Buying a New or Used Car
A new or used car is one of the largest purchases a person makes in their lifetime. A new car can cost upwards of $20,000, and luxury cars are double that. They come with shiny new paint, a bumper-to-bumper warranty, and a smell that can’t be replenished with a jar. But those luxuries aren’t reserved for new cars anymore. Many used and certified vehicles are so close to new that you would be hard-pressed to tell the difference. Consider buying a pre-owned car if it meets your requirements.
Used vs. Certified
A used car comes with its own set of concerns: did the previous owner take care of the car? Was it abused. Did they have kids, pets, or use it as an Uber vehicle? These are tough questions to answer today, because the industry doesn’t regulate that deeply. The only way to know whether the used car you’re looking at is a quality vehicle is by inspecting it yourself. Always ask the salesperson to have the car lifted so you can inspect underneath. Look in the glovebox for trash or other debris that should suggest it wasn’t clean. Look under the driver and passenger seats for dirt that couldn’t be vacuumed. Check out the trunk for damage to the pillars or floor. If you see damage or dirt in any of these areas, it probably wasn’t your grandmother’s errand car.
Certified vehicles are a much better bet, but they are used cars just the same. You’ll have to inspect the cars with the same vigor as you did a regular used car, but at least you’ll have piece of mind knowing the drivetrain will be warrantied for some time to come. All used vehicles should come with a safety inspection from a mechanic, but certified vehicles are required to provide one. Always request a CarFax report as well. You never know what kind of damage is lurking behind a repainted panel or under the trunk carpeting.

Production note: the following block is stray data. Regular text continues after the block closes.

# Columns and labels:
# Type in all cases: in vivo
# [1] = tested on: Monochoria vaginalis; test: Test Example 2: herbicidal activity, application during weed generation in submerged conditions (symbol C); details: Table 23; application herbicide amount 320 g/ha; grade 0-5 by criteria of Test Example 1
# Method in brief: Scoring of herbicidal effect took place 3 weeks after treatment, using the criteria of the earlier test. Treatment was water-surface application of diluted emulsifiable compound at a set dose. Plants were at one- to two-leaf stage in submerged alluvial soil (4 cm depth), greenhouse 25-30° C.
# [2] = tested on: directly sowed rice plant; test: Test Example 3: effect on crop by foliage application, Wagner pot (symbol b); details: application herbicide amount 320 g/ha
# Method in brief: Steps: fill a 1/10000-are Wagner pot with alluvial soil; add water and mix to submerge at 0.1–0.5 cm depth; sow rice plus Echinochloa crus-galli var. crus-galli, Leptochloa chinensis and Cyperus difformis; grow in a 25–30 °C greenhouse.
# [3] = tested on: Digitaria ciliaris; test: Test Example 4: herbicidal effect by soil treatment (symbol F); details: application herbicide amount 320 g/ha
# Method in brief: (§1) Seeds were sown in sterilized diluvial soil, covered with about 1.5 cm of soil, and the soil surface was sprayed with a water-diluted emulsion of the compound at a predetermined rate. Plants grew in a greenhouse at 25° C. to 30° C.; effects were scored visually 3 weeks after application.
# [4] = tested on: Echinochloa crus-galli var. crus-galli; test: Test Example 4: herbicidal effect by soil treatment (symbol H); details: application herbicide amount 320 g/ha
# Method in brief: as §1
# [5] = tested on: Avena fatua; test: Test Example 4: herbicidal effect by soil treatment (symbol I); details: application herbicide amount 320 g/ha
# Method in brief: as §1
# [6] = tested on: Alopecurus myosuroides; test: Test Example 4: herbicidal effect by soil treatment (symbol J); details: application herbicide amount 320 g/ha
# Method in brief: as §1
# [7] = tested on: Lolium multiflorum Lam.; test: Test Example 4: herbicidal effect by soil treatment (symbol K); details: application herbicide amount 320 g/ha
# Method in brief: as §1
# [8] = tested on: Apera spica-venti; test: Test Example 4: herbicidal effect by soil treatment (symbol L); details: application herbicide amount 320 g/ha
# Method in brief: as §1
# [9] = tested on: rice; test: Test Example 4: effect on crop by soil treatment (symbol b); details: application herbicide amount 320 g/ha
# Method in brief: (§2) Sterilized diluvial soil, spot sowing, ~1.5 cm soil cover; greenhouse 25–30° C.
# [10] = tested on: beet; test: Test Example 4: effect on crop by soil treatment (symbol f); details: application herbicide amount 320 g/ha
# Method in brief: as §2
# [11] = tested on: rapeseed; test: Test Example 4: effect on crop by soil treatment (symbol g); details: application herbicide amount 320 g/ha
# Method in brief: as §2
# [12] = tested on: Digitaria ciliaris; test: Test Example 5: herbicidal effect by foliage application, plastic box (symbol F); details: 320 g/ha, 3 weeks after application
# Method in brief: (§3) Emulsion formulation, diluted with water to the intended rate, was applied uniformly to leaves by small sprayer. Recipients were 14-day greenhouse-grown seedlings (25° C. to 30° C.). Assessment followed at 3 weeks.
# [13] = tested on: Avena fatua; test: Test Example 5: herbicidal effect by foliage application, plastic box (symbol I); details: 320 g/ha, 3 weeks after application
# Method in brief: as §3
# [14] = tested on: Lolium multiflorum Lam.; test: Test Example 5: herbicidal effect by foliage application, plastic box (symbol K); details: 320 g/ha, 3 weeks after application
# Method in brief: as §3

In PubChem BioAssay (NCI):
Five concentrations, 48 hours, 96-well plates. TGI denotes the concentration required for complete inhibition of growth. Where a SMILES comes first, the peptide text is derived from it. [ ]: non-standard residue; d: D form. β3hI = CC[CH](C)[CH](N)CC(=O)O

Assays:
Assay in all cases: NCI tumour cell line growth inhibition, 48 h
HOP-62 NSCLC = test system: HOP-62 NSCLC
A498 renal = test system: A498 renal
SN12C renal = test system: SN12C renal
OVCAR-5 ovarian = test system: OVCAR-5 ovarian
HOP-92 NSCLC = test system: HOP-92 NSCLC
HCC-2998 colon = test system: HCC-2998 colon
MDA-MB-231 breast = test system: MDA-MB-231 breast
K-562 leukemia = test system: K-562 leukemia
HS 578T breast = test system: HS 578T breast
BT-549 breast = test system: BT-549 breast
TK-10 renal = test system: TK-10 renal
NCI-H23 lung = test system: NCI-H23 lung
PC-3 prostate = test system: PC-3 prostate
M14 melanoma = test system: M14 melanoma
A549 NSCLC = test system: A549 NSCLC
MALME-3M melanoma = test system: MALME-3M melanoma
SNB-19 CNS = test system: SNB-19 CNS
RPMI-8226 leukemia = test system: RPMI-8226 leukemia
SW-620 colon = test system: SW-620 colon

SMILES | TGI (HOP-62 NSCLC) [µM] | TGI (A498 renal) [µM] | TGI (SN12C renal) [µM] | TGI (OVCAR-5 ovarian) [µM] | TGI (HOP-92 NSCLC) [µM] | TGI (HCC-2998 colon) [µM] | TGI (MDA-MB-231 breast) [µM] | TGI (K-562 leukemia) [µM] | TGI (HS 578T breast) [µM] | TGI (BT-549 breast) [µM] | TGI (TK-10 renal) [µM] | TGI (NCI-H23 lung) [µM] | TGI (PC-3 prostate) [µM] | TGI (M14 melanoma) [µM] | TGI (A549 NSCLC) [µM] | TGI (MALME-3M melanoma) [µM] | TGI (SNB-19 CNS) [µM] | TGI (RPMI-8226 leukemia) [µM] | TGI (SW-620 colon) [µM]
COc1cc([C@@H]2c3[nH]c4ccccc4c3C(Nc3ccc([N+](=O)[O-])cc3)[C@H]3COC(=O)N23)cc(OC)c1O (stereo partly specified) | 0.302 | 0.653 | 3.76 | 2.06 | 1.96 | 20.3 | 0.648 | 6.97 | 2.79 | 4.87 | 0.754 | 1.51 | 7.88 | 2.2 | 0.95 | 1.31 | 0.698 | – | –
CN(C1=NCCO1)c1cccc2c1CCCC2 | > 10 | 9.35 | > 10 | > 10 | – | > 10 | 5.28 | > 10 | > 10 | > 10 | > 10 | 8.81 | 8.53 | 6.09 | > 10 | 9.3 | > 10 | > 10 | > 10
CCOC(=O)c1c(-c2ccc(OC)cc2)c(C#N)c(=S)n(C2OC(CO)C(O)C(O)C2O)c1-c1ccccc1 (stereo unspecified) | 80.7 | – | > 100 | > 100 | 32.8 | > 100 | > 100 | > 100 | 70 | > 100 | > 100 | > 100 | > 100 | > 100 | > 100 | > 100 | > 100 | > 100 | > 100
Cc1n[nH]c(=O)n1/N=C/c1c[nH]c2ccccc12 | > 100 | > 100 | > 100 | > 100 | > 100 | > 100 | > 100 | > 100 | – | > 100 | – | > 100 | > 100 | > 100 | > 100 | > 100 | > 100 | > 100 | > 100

New Warranty vs. Extended Warranty
New vehicle warranties are great – they’re generally bumper-to-bumper and cover problems without a deductible. The only problem is new vehicles cost 20% more than their identical used counterparts. So buying a brand new car with 15 miles costs 20% more than a used one with 1500 miles. It would seem like everyone should buy a used vehicle with 1500 miles, but there definitely is not enough supply to provide that. But as I’ve stated in previous articles, buying certified pre-owned is always the best bet, which usually come with a balance of the new car warranty on top of an extended warranty. You can always buy an extended warranty on a new car and most used cars, but is it worth it? The answer is in which vehicle you purchased and how much you plan to drive it. I recommend eyeing the consumer reports new or used car lists, which will show you the amount of repairs each model/make required. If you’re buying a car because you like the way it looks, but it gets a poor rating in consumer reports, buy the extended warranty. You won’t be sorry.
What Could Go Wrong?
The worst thing you could have happen is your new or used car breaks down while you’re still making payments. If you’re making $200/month payments on a car that doesn’t run, it puts you in a very difficult situation. Always carry a warranty as long as you are making payments. You never want to be caught in a situation where you’re unable to fix the car and make the payments at the same time.